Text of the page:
If there's one thing that the nation's priciest and least-expensive housing markets share, it's that they're hot right now.
The National Association of Realtors (NAR) today released its first-quarter 2021 report on median area prices and affordability, saying that 99% of the 183 metro areas the trade group tracks reported price gains from the first quarter of 2020, and 89% notched double-digit gains.
The median existing single-family sales price jumped an annualized 16.2% in the quarter to $319,200, the highest since the NAR began keeping count in 1989. The Northeast saw the biggest quarterly YOY jump at 22.1%, followed by the West at 18%, the South at 15%, and the Midwest at 14.4%.
Illinois, Ohio, Connecticut, Massachusetts towns show the range
The NAR said that last year at this time, when inventory better matched demand, 46 out of 181, or 25%, of the metro areas it was tracking saw double-digit median price increases from the same quarter in 2019, compared with 163 out of 183 this time around, for 89%.
Further evidence of the breadth of this unprecedented price escalation: The median sales prices for the 11 metro areas with the biggest jumps range from Decatur, Illinois (up 27.5% to $102,400) and depressed-for-decades Youngstown, Ohio, (27.7%, to $119,500) to relatively prosperous Bridgeport-Stamford-Norwalk, Connecticut (34.3%, to $580,400) and Barnstable Town, Massachusetts (33.1%, to $567,000).
(The latter is regularly included in articles about communities attracting big-city dwellers looking for a new, attractive place to work from home.)
The other 7 of the 11 hottest metro markets as defined by the NAR in this report are:
- Kingston, New York (35.5%; $303,100)
- Atlantic City-Hammonton, New Jersey (34%; $277,200)
- Boise City-Nampa, Idaho (32.8%; $422,600)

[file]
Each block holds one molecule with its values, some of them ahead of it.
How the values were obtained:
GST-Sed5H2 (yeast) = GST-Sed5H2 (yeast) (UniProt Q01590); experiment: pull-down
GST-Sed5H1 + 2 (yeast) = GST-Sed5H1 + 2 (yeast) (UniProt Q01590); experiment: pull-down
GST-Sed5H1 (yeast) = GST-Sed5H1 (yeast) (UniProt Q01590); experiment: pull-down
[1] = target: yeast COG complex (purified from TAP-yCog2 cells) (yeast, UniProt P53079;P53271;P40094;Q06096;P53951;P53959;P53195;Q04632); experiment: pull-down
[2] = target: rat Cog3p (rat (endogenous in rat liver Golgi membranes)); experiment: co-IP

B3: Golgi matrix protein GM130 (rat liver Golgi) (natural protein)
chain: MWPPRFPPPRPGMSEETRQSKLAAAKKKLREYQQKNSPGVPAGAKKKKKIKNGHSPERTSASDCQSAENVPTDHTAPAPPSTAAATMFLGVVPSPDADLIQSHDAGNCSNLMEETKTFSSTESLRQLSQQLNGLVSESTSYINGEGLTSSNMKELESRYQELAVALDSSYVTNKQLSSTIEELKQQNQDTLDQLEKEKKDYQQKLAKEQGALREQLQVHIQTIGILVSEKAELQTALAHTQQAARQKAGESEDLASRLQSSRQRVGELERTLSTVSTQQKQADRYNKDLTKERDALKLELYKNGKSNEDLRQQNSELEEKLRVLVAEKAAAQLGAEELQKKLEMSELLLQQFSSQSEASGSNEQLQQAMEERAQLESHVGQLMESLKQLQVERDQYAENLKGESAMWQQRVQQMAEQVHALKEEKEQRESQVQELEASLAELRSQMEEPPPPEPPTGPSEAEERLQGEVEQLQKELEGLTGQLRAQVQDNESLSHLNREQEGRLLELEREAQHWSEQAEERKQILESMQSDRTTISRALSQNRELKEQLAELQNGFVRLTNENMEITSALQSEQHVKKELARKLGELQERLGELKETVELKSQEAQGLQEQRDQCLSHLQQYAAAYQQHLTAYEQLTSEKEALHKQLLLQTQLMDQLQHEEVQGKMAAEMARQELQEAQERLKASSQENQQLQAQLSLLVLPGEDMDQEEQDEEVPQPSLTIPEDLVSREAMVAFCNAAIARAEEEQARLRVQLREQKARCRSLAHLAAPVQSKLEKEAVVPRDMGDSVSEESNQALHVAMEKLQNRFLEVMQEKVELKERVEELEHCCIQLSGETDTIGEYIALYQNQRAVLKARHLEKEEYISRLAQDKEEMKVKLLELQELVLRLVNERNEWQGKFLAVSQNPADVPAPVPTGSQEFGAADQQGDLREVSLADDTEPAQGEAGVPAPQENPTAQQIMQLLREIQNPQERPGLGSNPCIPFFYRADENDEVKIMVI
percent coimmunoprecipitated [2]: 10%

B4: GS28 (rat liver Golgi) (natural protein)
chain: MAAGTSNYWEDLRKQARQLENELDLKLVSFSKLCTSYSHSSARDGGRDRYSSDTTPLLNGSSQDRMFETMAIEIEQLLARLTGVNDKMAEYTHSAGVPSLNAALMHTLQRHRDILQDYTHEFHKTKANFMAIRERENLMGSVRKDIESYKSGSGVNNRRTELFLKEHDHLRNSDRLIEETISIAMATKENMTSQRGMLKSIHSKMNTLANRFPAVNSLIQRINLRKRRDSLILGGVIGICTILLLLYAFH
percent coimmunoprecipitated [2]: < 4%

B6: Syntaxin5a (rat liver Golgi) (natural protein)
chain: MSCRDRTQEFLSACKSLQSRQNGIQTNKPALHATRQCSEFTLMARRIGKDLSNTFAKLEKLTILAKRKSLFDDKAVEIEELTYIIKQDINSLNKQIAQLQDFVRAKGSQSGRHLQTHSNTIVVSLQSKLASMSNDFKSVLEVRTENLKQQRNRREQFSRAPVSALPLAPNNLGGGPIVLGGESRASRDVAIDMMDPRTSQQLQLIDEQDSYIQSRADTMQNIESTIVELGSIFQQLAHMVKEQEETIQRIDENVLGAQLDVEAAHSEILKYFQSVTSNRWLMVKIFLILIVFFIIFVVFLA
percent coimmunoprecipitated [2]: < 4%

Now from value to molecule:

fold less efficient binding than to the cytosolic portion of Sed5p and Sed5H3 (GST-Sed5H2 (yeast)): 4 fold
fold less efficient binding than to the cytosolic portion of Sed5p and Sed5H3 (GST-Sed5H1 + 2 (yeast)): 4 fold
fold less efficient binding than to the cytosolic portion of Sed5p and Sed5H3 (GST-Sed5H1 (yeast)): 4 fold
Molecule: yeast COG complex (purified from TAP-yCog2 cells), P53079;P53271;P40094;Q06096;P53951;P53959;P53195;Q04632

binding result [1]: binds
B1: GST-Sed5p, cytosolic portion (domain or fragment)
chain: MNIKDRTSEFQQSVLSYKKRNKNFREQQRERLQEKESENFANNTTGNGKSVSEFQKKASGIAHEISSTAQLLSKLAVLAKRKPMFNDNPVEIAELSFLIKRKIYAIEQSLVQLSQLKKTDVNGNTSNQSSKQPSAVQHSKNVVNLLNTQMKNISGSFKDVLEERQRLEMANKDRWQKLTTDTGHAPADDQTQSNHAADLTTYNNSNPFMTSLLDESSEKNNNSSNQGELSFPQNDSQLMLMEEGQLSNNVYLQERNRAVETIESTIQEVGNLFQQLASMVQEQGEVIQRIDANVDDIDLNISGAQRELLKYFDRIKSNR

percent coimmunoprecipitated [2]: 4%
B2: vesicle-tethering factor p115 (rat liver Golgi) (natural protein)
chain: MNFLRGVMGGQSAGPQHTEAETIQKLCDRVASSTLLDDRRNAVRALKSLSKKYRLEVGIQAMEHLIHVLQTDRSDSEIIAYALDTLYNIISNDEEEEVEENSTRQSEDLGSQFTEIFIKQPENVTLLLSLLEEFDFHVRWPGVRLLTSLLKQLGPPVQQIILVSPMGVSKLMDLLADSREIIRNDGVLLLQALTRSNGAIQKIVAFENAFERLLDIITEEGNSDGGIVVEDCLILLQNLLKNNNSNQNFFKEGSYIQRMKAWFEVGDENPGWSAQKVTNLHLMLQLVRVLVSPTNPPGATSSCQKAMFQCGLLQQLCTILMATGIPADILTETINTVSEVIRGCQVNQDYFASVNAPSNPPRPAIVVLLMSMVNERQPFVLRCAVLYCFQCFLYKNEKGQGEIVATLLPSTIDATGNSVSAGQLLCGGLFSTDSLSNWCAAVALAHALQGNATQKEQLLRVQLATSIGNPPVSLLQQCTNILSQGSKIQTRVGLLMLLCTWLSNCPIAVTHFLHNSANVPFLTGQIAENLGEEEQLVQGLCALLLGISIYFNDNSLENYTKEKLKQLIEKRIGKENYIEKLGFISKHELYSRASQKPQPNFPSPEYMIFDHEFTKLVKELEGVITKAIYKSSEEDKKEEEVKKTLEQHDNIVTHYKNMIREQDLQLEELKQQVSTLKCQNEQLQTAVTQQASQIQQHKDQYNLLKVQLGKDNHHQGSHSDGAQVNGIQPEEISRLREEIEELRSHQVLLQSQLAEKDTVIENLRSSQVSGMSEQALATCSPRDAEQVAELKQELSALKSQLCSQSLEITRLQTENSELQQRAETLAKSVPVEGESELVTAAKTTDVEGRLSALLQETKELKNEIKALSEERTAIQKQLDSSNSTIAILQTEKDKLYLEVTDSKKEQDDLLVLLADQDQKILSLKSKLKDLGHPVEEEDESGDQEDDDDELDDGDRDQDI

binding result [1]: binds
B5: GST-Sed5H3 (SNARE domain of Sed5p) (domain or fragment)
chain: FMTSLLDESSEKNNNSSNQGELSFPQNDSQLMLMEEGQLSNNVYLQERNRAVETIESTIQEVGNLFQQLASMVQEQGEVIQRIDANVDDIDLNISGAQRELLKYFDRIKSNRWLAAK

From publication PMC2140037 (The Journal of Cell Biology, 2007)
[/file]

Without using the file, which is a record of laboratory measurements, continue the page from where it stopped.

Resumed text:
- Sherman-Denison, Texas (29.8%; $234,800)
- Elmira, New York (29.1%; $126,900)
- Austin-Round Rock, Texas (28.2%; $437,900)
- Glens Falls, New York (27.5%; $214,600)
That median price inflation also was strong in the nation's priciest markets. At the top of the price range, the median price of a single-family home in the San Jose-Sunnyvale-Santa Clara, California, market rose 11.1% to $1.5 million year over year. Two other California markets also now top the $1 million median price mark: San Francisco-Oakland-Hayward ($1.2 million; 21.8%) and Anaheim-Santa Ana-Irvine ($1 million; 14.3%).
Rounding out the most-expensive list are:
- Honolulu ($940,400; 19.2%)
- San Diego-Carlsbad, California ($763,500; 14%)
- Boulder, Colorado ($726,600; 16.7%)
- Los Angeles-Long Beach-Glendale, California ($682,400; 15.1%)
- Seattle-Tacoma-Bellevue, Washington ($653,400; 17.9%)
- Naples-Immokalee-Marco Island, Florida ($599,500; 24.9%)
- Long Island's Nassau County-Suffolk County, New York ($598,600; 22.7%)
NAR says affordability concerns just continue to mount
Affordability concerns are growing along with prices. NAR researchers also found that the average national monthly mortgage payment rose 7.2% in a year, from $995 in the first quarter of 2020 to $1,067 in the first quarter of 2021.
NAR chief economist Lawrence Yun said in a press release: "The sudden price appreciation is impacting affordability, especially among first-time homebuyers. With low inventory already impacting the market, added skyrocketing costs have left many families facing the reality of being priced out entirely."
The report's findings highlight the need for more housing supply, Yun said, noting that building inventory through new construction or converting unused retail and hotel space could help. (The NAR just released a report on that topic: "Case Studies on Repurposing Vacant Hotels/Motels into Multifamily Housing."
The Millionacres bottom line
Low mortgage rates and all those reasons the pandemic has given people to move are driving demand that's far outstripping what's now record-low supply, making it tougher for residential real estate investors to find good deals without casting ever-wider nets. But more markets are proving promising.
"The record-high home prices are happening across nearly all markets, big and small, even in those metros that have long been considered off the radar in prior years for many home seekers," Yun said.
The idea of converting moribund retail and hotel space to living quarters also is something that investors can explore, and with price acceleration reaching deep into nearly every American market, there could be a lot of opportunity out there for those with a sharp eye and the wherewithal to make a deal and development happen.